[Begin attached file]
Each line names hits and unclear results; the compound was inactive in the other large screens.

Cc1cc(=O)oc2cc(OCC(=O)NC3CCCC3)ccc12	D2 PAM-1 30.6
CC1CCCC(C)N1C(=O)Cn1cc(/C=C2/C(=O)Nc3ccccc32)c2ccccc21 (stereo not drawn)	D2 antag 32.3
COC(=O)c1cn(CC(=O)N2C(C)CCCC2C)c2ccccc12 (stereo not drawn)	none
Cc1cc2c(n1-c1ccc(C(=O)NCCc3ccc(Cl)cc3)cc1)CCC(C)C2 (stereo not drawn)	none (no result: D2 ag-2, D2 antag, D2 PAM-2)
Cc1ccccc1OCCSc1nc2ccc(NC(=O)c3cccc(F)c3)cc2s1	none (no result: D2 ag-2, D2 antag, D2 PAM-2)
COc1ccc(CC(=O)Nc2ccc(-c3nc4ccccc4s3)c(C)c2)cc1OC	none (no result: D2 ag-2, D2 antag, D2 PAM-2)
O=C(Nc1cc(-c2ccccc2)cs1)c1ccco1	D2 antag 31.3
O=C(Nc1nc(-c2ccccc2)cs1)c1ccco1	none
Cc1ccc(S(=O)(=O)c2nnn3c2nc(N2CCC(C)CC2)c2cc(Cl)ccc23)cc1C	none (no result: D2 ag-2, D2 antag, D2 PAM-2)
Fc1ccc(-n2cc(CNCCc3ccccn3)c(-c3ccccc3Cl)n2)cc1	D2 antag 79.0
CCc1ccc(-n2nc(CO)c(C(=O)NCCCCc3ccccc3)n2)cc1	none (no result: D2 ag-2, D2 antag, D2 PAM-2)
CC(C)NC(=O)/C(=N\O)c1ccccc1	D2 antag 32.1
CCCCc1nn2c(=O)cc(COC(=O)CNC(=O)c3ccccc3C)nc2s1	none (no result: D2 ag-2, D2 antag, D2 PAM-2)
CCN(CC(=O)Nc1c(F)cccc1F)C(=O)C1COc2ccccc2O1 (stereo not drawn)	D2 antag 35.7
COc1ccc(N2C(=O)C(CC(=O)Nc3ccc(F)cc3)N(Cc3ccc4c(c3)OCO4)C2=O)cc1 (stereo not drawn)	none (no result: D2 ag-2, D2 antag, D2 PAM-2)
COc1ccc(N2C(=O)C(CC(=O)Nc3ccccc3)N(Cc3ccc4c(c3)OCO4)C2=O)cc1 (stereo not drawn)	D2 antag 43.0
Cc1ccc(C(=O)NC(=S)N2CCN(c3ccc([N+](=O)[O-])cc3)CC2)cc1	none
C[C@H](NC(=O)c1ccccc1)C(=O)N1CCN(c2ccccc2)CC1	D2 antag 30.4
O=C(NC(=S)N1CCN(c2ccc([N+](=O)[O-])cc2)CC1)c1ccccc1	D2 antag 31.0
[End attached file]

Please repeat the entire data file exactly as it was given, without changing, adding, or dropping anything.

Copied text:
Each line names hits and unclear results; the compound was inactive in the other large screens.

Cc1cc(=O)oc2cc(OCC(=O)NC3CCCC3)ccc12	D2 PAM-1 30.6
CC1CCCC(C)N1C(=O)Cn1cc(/C=C2/C(=O)Nc3ccccc32)c2ccccc21 (stereo not drawn)	D2 antag 32.3
COC(=O)c1cn(CC(=O)N2C(C)CCCC2C)c2ccccc12 (stereo not drawn)	none
Cc1cc2c(n1-c1ccc(C(=O)NCCc3ccc(Cl)cc3)cc1)CCC(C)C2 (stereo not drawn)	none (no result: D2 ag-2, D2 antag, D2 PAM-2)
Cc1ccccc1OCCSc1nc2ccc(NC(=O)c3cccc(F)c3)cc2s1	none (no result: D2 ag-2, D2 antag, D2 PAM-2)
COc1ccc(CC(=O)Nc2ccc(-c3nc4ccccc4s3)c(C)c2)cc1OC	none (no result: D2 ag-2, D2 antag, D2 PAM-2)
O=C(Nc1cc(-c2ccccc2)cs1)c1ccco1	D2 antag 31.3
O=C(Nc1nc(-c2ccccc2)cs1)c1ccco1	none
Cc1ccc(S(=O)(=O)c2nnn3c2nc(N2CCC(C)CC2)c2cc(Cl)ccc23)cc1C	none (no result: D2 ag-2, D2 antag, D2 PAM-2)
Fc1ccc(-n2cc(CNCCc3ccccn3)c(-c3ccccc3Cl)n2)cc1	D2 antag 79.0
CCc1ccc(-n2nc(CO)c(C(=O)NCCCCc3ccccc3)n2)cc1	none (no result: D2 ag-2, D2 antag, D2 PAM-2)
CC(C)NC(=O)/C(=N\O)c1ccccc1	D2 antag 32.1
CCCCc1nn2c(=O)cc(COC(=O)CNC(=O)c3ccccc3C)nc2s1	none (no result: D2 ag-2, D2 antag, D2 PAM-2)
CCN(CC(=O)Nc1c(F)cccc1F)C(=O)C1COc2ccccc2O1 (stereo not drawn)	D2 antag 35.7
COc1ccc(N2C(=O)C(CC(=O)Nc3ccc(F)cc3)N(Cc3ccc4c(c3)OCO4)C2=O)cc1 (stereo not drawn)	none (no result: D2 ag-2, D2 antag, D2 PAM-2)
COc1ccc(N2C(=O)C(CC(=O)Nc3ccccc3)N(Cc3ccc4c(c3)OCO4)C2=O)cc1 (stereo not drawn)	D2 antag 43.0
Cc1ccc(C(=O)NC(=S)N2CCN(c3ccc([N+](=O)[O-])cc3)CC2)cc1	none
C[C@H](NC(=O)c1ccccc1)C(=O)N1CCN(c2ccccc2)CC1	D2 antag 30.4
O=C(NC(=S)N1CCN(c2ccc([N+](=O)[O-])cc2)CC1)c1ccccc1	D2 antag 31.0